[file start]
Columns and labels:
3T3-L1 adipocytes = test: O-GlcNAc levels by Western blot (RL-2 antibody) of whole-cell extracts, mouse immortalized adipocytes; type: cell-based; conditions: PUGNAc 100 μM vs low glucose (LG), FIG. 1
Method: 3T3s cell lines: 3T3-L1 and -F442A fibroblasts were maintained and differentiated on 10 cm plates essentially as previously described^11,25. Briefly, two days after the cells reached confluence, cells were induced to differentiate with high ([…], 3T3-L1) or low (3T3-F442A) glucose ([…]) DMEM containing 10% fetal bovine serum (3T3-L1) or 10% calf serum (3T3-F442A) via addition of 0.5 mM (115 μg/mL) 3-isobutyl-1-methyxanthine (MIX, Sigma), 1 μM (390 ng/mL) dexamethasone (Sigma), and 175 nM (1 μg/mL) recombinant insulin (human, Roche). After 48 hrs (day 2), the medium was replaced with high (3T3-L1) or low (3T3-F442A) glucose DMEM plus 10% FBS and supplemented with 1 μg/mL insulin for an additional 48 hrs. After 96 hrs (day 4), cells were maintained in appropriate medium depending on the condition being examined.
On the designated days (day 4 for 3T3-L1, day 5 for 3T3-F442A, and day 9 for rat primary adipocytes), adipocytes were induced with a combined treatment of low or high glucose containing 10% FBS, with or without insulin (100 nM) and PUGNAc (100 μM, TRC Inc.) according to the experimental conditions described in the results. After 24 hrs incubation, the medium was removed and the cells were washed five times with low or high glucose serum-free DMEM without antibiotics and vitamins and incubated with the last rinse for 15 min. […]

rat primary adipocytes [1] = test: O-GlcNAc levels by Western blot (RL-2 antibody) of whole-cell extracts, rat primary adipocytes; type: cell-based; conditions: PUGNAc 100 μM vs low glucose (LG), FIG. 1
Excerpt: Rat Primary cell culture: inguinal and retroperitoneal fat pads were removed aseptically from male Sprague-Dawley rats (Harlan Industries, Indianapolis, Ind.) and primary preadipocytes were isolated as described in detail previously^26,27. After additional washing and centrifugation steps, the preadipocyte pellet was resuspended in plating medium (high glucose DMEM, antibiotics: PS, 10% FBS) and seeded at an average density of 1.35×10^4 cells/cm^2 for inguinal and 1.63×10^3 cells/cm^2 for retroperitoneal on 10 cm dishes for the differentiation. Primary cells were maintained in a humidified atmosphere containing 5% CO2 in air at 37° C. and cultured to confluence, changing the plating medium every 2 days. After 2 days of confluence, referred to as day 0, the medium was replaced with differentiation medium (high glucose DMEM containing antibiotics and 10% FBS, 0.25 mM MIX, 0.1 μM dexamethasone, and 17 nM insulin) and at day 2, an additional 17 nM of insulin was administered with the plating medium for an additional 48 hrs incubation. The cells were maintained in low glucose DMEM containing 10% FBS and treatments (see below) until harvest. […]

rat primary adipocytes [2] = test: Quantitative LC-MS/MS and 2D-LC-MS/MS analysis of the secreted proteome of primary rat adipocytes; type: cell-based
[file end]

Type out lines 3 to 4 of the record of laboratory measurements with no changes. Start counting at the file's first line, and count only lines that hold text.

Method: 3T3s cell lines: 3T3-L1 and -F442A fibroblasts were maintained and differentiated on 10 cm plates essentially as previously described^11,25. Briefly, two days after the cells reached confluence, cells were induced to differentiate with high ([…], 3T3-L1) or low (3T3-F442A) glucose ([…]) DMEM containing 10% fetal bovine serum (3T3-L1) or 10% calf serum (3T3-F442A) via addition of 0.5 mM (115 μg/mL) 3-isobutyl-1-methyxanthine (MIX, Sigma), 1 μM (390 ng/mL) dexamethasone (Sigma), and 175 nM (1 μg/mL) recombinant insulin (human, Roche). After 48 hrs (day 2), the medium was replaced with high (3T3-L1) or low (3T3-F442A) glucose DMEM plus 10% FBS and supplemented with 1 μg/mL insulin for an additional 48 hrs. After 96 hrs (day 4), cells were maintained in appropriate medium depending on the condition being examined.
On the designated days (day 4 for 3T3-L1, day 5 for 3T3-F442A, and day 9 for rat primary adipocytes), adipocytes were induced with a combined treatment of low or high glucose containing 10% FBS, with or without insulin (100 nM) and PUGNAc (100 μM, TRC Inc.) according to the experimental conditions described in the results. After 24 hrs incubation, the medium was removed and the cells were washed five times with low or high glucose serum-free DMEM without antibiotics and vitamins and incubated with the last rinse for 15 min. […]